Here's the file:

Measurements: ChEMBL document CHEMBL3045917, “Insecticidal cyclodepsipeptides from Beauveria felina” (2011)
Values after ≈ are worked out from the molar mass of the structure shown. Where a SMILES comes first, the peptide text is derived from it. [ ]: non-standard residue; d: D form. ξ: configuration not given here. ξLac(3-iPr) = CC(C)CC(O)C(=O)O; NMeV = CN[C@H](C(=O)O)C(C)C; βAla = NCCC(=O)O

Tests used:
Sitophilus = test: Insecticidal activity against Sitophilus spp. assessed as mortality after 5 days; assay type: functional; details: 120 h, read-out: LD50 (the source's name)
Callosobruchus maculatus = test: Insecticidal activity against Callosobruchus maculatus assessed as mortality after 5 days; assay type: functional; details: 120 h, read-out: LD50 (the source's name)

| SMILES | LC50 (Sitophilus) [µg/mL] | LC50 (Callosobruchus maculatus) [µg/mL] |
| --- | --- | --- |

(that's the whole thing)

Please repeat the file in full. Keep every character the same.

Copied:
Measurements: ChEMBL document CHEMBL3045917, “Insecticidal cyclodepsipeptides from Beauveria felina” (2011)
Values after ≈ are worked out from the molar mass of the structure shown. Where a SMILES comes first, the peptide text is derived from it. [ ]: non-standard residue; d: D form. ξ: configuration not given here. ξLac(3-iPr) = CC(C)CC(O)C(=O)O; NMeV = CN[C@H](C(=O)O)C(C)C; βAla = NCCC(=O)O

Tests used:
Sitophilus = test: Insecticidal activity against Sitophilus spp. assessed as mortality after 5 days; assay type: functional; details: 120 h, read-out: LD50 (the source's name)
Callosobruchus maculatus = test: Insecticidal activity against Callosobruchus maculatus assessed as mortality after 5 days; assay type: functional; details: 120 h, read-out: LD50 (the source's name)

| SMILES | LC50 (Sitophilus) [µg/mL] | LC50 (Callosobruchus maculatus) [µg/mL] |
| --- | --- | --- |